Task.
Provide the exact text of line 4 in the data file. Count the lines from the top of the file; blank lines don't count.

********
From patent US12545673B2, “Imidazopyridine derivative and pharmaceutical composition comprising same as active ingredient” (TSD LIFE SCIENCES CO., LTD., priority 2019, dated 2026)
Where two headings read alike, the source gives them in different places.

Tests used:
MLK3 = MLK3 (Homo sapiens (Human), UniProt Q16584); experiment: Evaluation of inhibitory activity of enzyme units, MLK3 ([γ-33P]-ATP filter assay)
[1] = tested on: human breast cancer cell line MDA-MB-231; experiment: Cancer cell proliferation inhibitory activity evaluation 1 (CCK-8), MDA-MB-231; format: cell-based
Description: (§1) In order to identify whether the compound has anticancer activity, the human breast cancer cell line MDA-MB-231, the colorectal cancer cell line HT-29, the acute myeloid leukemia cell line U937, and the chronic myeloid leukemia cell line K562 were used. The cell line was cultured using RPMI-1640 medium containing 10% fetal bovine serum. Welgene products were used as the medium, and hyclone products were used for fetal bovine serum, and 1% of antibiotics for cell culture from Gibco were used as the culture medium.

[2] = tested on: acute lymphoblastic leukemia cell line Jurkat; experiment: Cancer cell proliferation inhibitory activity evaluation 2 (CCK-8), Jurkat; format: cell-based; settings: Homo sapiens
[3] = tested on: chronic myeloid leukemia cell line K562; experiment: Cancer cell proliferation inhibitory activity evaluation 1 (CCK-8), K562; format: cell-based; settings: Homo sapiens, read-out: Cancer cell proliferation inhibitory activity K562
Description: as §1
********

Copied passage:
MLK3 = MLK3 (Homo sapiens (Human), UniProt Q16584); experiment: Evaluation of inhibitory activity of enzyme units, MLK3 ([γ-33P]-ATP filter assay)